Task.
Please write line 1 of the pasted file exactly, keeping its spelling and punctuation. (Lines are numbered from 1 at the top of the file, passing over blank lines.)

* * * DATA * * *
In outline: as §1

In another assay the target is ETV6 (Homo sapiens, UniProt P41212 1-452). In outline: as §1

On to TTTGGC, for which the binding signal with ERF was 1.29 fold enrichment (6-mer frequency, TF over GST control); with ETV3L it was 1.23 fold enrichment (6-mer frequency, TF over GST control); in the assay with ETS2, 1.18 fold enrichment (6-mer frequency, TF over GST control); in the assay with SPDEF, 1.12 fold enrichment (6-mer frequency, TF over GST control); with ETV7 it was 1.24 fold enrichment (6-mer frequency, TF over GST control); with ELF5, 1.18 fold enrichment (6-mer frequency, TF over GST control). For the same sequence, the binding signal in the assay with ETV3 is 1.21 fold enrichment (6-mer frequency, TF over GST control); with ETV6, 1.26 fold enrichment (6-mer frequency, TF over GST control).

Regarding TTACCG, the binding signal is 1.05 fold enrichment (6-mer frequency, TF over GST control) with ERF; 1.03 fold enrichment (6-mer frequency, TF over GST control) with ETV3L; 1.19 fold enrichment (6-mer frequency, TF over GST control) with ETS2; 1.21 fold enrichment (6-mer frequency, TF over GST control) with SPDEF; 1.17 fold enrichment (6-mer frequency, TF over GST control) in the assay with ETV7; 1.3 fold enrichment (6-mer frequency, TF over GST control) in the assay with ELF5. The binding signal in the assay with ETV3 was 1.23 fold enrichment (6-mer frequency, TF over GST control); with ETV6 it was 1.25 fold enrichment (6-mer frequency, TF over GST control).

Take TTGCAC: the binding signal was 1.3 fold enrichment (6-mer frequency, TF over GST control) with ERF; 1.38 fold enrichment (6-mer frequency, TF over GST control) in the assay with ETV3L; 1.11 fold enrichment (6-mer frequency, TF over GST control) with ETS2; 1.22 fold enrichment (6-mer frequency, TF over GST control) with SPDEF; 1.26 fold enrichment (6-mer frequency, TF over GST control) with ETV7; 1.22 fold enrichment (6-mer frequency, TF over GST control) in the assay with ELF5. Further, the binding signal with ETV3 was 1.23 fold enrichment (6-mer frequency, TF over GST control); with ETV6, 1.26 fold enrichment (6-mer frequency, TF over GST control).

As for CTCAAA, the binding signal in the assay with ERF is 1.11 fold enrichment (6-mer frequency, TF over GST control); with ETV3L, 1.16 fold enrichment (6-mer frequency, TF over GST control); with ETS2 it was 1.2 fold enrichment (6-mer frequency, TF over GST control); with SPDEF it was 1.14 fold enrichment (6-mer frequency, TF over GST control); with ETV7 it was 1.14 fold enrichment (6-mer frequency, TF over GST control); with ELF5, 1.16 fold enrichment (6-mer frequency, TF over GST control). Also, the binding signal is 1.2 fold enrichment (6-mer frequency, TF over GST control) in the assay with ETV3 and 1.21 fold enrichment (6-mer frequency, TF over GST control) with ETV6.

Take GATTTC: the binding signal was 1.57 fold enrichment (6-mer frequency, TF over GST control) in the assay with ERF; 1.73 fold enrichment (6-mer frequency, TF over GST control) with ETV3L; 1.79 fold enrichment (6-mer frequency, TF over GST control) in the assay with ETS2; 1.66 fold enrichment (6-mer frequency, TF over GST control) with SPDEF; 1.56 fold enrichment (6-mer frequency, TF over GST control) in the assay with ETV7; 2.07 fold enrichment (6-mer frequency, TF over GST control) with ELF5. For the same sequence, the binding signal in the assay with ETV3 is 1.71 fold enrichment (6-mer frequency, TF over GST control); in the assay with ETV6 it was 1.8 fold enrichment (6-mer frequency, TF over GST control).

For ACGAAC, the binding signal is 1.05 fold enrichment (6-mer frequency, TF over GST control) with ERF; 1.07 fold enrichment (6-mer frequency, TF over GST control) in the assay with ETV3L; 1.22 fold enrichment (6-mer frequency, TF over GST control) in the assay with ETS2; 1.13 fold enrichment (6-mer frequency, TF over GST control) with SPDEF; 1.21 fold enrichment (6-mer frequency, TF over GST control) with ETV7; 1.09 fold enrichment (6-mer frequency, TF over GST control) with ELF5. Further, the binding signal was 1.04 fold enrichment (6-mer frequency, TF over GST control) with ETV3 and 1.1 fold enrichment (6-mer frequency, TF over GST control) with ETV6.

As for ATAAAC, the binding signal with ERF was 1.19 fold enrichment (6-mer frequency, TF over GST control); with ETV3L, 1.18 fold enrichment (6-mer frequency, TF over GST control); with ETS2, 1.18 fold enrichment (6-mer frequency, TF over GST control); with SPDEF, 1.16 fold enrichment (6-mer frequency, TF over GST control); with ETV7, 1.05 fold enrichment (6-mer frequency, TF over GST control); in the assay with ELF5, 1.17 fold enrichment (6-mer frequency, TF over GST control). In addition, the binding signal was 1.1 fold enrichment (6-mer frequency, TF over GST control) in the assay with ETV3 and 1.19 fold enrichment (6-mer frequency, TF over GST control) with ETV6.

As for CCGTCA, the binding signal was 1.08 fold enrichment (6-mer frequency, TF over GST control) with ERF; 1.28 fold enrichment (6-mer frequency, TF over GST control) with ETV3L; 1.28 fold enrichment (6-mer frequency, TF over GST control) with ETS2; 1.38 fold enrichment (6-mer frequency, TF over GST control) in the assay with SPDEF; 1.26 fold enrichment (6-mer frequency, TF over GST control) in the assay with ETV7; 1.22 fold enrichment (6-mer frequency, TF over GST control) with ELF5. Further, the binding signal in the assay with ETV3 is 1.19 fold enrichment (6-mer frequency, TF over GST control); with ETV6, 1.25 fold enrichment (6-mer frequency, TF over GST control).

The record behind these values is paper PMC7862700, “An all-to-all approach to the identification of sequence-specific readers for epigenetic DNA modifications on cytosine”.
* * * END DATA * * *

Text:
In outline: as §1